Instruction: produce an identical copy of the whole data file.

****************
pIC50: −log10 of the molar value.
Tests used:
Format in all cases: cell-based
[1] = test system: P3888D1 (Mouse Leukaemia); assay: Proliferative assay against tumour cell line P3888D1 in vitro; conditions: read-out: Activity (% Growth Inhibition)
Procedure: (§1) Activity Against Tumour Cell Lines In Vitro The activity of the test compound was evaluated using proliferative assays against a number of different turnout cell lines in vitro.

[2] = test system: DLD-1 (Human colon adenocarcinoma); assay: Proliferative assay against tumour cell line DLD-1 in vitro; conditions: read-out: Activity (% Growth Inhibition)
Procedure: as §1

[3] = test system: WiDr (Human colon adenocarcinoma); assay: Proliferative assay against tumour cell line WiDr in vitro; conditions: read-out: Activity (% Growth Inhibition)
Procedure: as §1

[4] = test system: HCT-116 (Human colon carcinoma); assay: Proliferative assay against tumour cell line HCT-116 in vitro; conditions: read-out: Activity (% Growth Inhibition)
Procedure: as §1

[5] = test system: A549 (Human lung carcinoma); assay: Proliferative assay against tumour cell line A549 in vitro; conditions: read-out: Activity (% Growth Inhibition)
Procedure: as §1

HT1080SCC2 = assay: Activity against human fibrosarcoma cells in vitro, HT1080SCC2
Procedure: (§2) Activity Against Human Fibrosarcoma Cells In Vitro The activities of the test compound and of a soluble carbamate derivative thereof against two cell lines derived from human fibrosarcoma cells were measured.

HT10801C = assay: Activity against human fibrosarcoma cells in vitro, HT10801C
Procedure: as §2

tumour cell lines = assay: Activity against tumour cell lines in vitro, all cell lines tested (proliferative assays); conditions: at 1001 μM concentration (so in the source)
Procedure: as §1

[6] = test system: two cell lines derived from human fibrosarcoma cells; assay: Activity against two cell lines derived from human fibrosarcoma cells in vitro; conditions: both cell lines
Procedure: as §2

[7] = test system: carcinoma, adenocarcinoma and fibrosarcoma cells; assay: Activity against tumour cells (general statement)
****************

pIC50: −log10 of the molar value.
Tests used:
Format in all cases: cell-based
[1] = test system: P3888D1 (Mouse Leukaemia); assay: Proliferative assay against tumour cell line P3888D1 in vitro; conditions: read-out: Activity (% Growth Inhibition)
Procedure: (§1) Activity Against Tumour Cell Lines In Vitro The activity of the test compound was evaluated using proliferative assays against a number of different turnout cell lines in vitro.

[2] = test system: DLD-1 (Human colon adenocarcinoma); assay: Proliferative assay against tumour cell line DLD-1 in vitro; conditions: read-out: Activity (% Growth Inhibition)
Procedure: as §1

[3] = test system: WiDr (Human colon adenocarcinoma); assay: Proliferative assay against tumour cell line WiDr in vitro; conditions: read-out: Activity (% Growth Inhibition)
Procedure: as §1

[4] = test system: HCT-116 (Human colon carcinoma); assay: Proliferative assay against tumour cell line HCT-116 in vitro; conditions: read-out: Activity (% Growth Inhibition)
Procedure: as §1

[5] = test system: A549 (Human lung carcinoma); assay: Proliferative assay against tumour cell line A549 in vitro; conditions: read-out: Activity (% Growth Inhibition)
Procedure: as §1

HT1080SCC2 = assay: Activity against human fibrosarcoma cells in vitro, HT1080SCC2
Procedure: (§2) Activity Against Human Fibrosarcoma Cells In Vitro The activities of the test compound and of a soluble carbamate derivative thereof against two cell lines derived from human fibrosarcoma cells were measured.

HT10801C = assay: Activity against human fibrosarcoma cells in vitro, HT10801C
Procedure: as §2

tumour cell lines = assay: Activity against tumour cell lines in vitro, all cell lines tested (proliferative assays); conditions: at 1001 μM concentration (so in the source)
Procedure: as §1

[6] = test system: two cell lines derived from human fibrosarcoma cells; assay: Activity against two cell lines derived from human fibrosarcoma cells in vitro; conditions: both cell lines
Procedure: as §2

[7] = test system: carcinoma, adenocarcinoma and fibrosarcoma cells; assay: Activity against tumour cells (general statement)